Advisers play down capital gains impact

Advisers say a proposed capital gains tax on rental properties will not deter professional, long-term investors in the market.

Bruce Patten

The Tax Working Group today recommended that capital gains, including those from rental properties, should be taxed more. The TWG wants to implement a broad capital gains tax to fund lower tax rates elsewhere.

The move would not affect owner-occupier and family home sales. A capital gains tax would bring New Zealand in line with Australia, Britain, and the US.

CGT could raise about $8 billion a year, according to Sir Michael Cullen, chair of the TWG. The recommendations will enter a period of consultation, and would need to be passed through parliament.

Critics, including the National Party, say a capital gains tax will stop people from buying investment properties in New Zealand.

Advisers are more sanguine about the potential impact. NZFSG head of growth Bruce Patten said the capital gains tax could impact those thinking about buying one or two properties. "I expect an impact on mum and dad investors. This might make them reconsider whether they want to do it or not. That's unfortunate, and takes away an opportunity."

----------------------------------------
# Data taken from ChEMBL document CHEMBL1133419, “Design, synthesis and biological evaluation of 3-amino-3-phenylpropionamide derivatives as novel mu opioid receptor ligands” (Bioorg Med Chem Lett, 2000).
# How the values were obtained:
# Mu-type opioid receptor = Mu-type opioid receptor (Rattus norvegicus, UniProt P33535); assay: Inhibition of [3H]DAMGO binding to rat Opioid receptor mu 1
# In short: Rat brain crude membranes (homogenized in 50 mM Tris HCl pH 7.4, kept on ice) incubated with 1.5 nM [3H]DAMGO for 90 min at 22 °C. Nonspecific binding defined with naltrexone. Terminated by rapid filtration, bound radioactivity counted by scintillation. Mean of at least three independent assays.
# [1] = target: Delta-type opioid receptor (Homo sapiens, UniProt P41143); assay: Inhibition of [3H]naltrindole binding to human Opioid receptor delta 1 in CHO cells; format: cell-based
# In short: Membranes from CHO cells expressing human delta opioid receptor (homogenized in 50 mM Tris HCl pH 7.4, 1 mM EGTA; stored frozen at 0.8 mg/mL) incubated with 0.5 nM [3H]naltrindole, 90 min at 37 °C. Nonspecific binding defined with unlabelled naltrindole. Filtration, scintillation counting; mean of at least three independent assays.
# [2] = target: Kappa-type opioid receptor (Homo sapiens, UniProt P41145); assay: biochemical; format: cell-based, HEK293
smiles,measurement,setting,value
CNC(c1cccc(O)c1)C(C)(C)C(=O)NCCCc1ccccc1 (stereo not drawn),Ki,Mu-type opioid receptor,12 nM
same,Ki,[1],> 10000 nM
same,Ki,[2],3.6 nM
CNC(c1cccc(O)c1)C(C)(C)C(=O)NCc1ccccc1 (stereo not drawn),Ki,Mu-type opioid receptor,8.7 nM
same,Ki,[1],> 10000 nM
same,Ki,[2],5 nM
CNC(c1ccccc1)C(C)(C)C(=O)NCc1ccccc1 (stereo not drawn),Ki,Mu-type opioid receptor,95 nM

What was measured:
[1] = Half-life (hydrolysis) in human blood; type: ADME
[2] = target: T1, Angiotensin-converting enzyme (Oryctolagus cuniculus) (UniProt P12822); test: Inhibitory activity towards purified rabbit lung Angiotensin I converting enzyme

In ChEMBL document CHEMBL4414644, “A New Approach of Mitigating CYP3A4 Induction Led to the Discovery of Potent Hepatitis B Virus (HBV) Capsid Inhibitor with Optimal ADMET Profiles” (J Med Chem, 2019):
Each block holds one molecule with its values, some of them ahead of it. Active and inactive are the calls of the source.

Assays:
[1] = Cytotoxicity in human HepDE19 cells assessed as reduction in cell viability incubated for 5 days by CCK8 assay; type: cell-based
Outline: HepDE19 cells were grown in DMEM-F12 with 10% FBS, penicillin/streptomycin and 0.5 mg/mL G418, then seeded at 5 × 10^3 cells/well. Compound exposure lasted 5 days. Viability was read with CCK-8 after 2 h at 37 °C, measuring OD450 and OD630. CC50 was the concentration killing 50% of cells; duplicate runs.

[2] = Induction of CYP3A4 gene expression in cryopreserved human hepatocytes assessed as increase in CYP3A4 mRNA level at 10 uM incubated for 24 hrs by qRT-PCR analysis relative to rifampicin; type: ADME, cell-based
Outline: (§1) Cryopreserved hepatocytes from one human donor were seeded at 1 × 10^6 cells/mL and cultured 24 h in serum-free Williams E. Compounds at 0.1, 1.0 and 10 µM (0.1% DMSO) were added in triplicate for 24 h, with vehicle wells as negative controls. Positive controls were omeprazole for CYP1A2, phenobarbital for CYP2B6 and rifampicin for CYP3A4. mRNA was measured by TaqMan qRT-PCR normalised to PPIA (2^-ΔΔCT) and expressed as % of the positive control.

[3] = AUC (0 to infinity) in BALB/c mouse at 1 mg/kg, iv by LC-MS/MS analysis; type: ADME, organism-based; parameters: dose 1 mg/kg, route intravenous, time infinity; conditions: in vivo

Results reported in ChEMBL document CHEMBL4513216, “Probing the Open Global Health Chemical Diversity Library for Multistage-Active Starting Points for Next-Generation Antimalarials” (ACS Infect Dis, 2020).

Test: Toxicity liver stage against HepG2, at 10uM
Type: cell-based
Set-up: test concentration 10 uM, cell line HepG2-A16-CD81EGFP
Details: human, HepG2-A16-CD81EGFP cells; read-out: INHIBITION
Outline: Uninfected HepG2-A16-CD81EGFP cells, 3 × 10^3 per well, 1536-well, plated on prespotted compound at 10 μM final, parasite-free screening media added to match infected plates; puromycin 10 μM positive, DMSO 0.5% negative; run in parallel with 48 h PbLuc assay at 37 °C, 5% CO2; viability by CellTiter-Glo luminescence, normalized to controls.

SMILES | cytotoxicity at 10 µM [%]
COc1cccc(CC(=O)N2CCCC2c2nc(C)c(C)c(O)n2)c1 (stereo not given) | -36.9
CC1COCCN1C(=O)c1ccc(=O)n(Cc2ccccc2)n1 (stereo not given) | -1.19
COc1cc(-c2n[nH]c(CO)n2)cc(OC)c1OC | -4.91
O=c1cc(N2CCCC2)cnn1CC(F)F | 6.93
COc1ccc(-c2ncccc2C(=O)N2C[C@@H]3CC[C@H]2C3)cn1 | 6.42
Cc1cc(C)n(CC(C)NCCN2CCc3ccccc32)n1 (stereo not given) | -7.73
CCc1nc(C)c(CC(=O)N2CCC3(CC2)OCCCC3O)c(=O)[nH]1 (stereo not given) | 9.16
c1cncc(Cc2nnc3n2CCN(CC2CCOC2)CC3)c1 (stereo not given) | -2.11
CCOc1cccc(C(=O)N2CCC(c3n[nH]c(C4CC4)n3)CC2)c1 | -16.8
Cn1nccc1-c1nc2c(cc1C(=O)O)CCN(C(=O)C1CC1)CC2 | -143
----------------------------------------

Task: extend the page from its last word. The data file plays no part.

But he said established investors, or those with long-term plans, would not be deterred: "Our advice is if you want to be in this, be in it for the long-haul." 

Patten said the extension of the bright line test to tax properties held for less than 5 years had already created a de-facto tax for short term investors. "I personally see it as business as usual," he added. 

The Mortgage Supply Company's David Windler said some clients may need to seek tax advice, but expected little impact on his business. "It will not change the advice we give," he said.



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